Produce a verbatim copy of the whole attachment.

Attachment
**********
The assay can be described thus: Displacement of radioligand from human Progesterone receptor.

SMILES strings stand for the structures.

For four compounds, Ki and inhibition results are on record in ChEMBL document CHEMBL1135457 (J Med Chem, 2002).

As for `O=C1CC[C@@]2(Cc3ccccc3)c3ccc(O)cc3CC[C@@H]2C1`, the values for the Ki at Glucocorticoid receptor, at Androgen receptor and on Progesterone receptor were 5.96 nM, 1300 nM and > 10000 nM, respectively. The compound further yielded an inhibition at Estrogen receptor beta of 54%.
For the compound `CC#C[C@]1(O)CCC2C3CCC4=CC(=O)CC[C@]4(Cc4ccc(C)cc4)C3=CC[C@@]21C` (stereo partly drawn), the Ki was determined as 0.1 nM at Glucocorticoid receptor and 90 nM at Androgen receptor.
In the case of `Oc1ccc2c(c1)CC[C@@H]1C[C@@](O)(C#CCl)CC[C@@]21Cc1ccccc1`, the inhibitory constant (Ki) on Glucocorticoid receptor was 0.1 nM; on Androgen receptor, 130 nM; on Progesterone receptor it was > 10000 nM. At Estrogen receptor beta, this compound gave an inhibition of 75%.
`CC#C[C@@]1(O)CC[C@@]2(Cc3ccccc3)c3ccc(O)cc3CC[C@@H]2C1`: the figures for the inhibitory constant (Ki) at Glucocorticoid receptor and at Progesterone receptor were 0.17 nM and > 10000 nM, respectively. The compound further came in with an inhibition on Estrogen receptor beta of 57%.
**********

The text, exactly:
The assay can be described thus: Displacement of radioligand from human Progesterone receptor.

SMILES strings stand for the structures.

For four compounds, Ki and inhibition results are on record in ChEMBL document CHEMBL1135457 (J Med Chem, 2002).

As for `O=C1CC[C@@]2(Cc3ccccc3)c3ccc(O)cc3CC[C@@H]2C1`, the values for the Ki at Glucocorticoid receptor, at Androgen receptor and on Progesterone receptor were 5.96 nM, 1300 nM and > 10000 nM, respectively. The compound further yielded an inhibition at Estrogen receptor beta of 54%.
For the compound `CC#C[C@]1(O)CCC2C3CCC4=CC(=O)CC[C@]4(Cc4ccc(C)cc4)C3=CC[C@@]21C` (stereo partly drawn), the Ki was determined as 0.1 nM at Glucocorticoid receptor and 90 nM at Androgen receptor.
In the case of `Oc1ccc2c(c1)CC[C@@H]1C[C@@](O)(C#CCl)CC[C@@]21Cc1ccccc1`, the inhibitory constant (Ki) on Glucocorticoid receptor was 0.1 nM; on Androgen receptor, 130 nM; on Progesterone receptor it was > 10000 nM. At Estrogen receptor beta, this compound gave an inhibition of 75%.
`CC#C[C@@]1(O)CC[C@@]2(Cc3ccccc3)c3ccc(O)cc3CC[C@@H]2C1`: the figures for the inhibitory constant (Ki) at Glucocorticoid receptor and at Progesterone receptor were 0.17 nM and > 10000 nM, respectively. The compound further came in with an inhibition on Estrogen receptor beta of 57%.